These laws are a solution in search of a problem, because the kind of in-person voter fraud that voter-ID laws are intended to prevent is vanishingly rare. The laws’ proponents have insisted that they are a positive step because they will make voters feel more sure that elections are conducted fairly. However, a new study in The Quarterly Journal of Economics found that these laws have little effect on fraud—unsurprisingly, since there’s so little fraud to begin with. Despite progressive concerns, they have little effect on voter turnout either. More important, they also have no significant impact on public impressions about the occurrence of fraud. This echoes other studies that have found, for instance, that “people who live in states with voter identification laws do not have greater confidence in elections or perceive lower rates of voter impersonation fraud.”
Fluctuations in voters’ faith in the system are a normal feature of even healthy democracies. Political scientists call partisan swings in confidence after contentious elections the “winner effect”: Voters whose candidates won show greater confidence in the accuracy of the results, while supporters of losing candidates see their faith erode. Following the troubled 2000 election, Republicans were more likely to feel that their votes were accurately counted than Democrats were. That held until after 2008, when Barack Obama won the White House and the parties’ views inverted.
“As I often say, the research on voter confidence tells us two things,” Stewart told me. “If you want to increase someone’s confidence in an election, you make sure they have a good experience when they vote, and you make sure their candidate wins.”
What has happened with the Republican Party in recent years is different in troubling ways. Since Obama’s victory, Republican faith has consistently slid downward, urged along by activists and politicians who have insisted—without evidence—that there is widespread election fraud. During the lead-up to November’s election, Donald Trump laid an extensive foundation for claiming that the election was rigged, and then he did so, even though investigations have yielded no evidence of widespread fraud and only a handful of criminal referrals, including a Pennsylvania man who pleaded guilty to voting for Trump in his dead mother’s name.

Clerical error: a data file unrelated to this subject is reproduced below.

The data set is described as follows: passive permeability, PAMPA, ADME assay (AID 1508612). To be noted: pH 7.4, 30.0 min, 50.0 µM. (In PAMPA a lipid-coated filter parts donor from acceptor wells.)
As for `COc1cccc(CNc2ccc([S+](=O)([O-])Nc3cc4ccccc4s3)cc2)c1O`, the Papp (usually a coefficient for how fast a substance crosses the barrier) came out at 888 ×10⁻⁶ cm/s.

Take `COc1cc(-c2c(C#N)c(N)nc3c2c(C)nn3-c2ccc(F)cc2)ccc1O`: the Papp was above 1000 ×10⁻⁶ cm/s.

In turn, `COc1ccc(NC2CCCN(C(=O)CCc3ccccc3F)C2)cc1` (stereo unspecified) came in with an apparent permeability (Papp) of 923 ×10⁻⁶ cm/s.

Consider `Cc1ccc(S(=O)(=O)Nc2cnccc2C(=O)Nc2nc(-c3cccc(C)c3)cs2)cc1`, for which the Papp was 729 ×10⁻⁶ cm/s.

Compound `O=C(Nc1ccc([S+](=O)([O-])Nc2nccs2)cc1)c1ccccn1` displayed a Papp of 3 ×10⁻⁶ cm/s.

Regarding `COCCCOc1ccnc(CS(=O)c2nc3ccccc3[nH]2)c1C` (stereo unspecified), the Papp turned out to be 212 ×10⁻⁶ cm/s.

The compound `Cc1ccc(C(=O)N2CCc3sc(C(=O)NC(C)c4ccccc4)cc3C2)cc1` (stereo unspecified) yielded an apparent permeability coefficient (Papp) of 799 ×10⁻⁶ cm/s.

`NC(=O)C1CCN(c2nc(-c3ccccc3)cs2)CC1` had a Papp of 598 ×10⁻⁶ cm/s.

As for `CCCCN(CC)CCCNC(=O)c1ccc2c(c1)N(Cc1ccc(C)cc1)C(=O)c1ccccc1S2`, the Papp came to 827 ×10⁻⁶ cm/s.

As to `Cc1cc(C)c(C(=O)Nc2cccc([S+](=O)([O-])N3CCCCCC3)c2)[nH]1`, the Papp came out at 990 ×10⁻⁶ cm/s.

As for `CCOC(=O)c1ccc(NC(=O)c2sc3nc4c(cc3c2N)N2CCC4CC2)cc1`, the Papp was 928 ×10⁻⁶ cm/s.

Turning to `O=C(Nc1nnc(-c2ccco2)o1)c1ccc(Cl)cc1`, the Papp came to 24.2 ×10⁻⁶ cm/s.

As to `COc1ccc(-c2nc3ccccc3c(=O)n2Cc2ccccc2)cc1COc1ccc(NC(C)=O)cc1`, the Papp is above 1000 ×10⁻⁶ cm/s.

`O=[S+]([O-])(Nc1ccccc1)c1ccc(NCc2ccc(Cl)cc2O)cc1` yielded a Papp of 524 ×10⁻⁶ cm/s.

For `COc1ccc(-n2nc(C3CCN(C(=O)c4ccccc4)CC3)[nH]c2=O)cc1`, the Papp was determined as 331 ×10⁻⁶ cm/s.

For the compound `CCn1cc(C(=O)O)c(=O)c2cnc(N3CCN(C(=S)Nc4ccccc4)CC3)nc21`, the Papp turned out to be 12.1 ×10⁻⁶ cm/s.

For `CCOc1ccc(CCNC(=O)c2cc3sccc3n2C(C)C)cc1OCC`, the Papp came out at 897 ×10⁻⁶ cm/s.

Polls since the election have consistently shown cratered Republican faith in elections, and while some of these results simply reflect partisan identification, most public-opinion experts see some real shifts. This lack of faith is dangerous to American democracy because, as Stewart wrote with the political scientist Michael Sances in 2014, “a core tenet of democratic theory is that citizens will tolerate and comply with outcomes they disagree with, provided they view the processes that generated those outcomes as fair.”
The Arizona audit will likely just sow further doubts about the process. Arizona Secretary of State Katie Hobbs, a Democrat, has begun posting a series of concerns about the security, counting process, equipment, and professionalism at the audit site. And as the journalists Steven Rosenfeld and Jeremy Stahl have chronicled in detail, the procedures are a mess, which is all but certain to result in a different tally than the official final tally, even if it still finds that Joe Biden beat Trump by a wide margin. That disparity will seed only more doubts and questions about the result—and the audit’s sloppy handling of ballots means that the evidence may be irreversibly tainted ahead of any future count.
And that’s just what the audit’s proponents want. They have told their constituents, despite no evidence, that the election was tainted, and then said that an audit is necessary because their constituents believe the election was tainted. The whole point of the exercise is to sow doubt.
You don’t have to take anyone else’s word for it. Even before the audit has concluded, the state Senate is on the verge of signing a deal for yet another review of the ballots in Maricopa County, The Arizona Republic reports. The current audit isn’t even instilling confidence among the people responsible for it.